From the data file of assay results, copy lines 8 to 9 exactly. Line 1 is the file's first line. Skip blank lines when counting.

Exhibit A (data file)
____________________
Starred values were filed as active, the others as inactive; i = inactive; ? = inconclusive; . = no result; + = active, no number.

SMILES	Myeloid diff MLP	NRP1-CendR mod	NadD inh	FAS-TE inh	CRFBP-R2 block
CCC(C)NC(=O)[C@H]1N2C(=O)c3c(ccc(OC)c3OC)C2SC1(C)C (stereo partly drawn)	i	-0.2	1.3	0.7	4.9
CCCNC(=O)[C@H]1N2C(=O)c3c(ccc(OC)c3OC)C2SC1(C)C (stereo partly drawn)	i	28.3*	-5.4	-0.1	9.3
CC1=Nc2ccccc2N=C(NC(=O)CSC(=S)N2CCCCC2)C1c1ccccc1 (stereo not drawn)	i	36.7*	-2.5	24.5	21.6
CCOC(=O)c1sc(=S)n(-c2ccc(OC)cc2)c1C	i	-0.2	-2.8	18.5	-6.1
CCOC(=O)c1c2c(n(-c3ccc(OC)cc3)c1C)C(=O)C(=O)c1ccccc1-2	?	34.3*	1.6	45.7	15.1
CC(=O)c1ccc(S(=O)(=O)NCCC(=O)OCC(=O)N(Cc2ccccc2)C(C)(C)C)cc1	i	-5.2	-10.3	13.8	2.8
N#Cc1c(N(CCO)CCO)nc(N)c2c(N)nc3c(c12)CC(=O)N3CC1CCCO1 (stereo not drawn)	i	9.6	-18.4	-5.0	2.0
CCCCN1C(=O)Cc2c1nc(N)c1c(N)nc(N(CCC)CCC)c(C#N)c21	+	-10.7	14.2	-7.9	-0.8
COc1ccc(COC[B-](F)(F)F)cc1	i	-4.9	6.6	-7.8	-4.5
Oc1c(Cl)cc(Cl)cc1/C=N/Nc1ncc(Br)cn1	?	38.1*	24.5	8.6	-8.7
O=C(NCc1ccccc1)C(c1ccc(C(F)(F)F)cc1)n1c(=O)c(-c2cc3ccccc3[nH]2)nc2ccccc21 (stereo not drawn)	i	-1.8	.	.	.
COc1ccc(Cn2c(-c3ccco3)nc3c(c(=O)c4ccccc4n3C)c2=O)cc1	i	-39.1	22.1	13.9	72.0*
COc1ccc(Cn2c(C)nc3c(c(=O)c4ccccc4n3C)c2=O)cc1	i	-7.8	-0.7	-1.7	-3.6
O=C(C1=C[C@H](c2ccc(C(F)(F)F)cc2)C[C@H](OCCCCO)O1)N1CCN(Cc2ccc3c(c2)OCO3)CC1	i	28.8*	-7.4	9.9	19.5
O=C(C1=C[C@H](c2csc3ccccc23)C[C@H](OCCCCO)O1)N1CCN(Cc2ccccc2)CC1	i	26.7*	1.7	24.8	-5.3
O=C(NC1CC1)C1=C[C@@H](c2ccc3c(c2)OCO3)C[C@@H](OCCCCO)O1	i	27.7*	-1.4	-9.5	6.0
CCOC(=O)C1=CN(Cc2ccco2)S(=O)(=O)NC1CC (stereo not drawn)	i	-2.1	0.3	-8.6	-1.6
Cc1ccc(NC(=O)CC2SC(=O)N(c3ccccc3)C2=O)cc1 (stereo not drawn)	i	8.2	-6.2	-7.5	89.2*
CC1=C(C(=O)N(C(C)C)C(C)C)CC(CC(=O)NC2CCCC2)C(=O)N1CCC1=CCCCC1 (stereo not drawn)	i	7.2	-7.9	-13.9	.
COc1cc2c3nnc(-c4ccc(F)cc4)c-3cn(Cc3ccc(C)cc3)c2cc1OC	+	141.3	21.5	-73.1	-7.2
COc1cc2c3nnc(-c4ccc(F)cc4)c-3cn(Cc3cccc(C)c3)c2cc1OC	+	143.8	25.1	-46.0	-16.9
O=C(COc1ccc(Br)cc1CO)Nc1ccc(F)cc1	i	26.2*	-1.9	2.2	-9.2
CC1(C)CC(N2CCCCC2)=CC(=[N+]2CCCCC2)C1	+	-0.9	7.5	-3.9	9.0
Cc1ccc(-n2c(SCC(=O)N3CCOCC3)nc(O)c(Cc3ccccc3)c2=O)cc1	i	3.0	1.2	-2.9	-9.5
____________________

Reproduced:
CC(=O)c1ccc(S(=O)(=O)NCCC(=O)OCC(=O)N(Cc2ccccc2)C(C)(C)C)cc1	i	-5.2	-10.3	13.8	2.8
N#Cc1c(N(CCO)CCO)nc(N)c2c(N)nc3c(c12)CC(=O)N3CC1CCCO1 (stereo not drawn)	i	9.6	-18.4	-5.0	2.0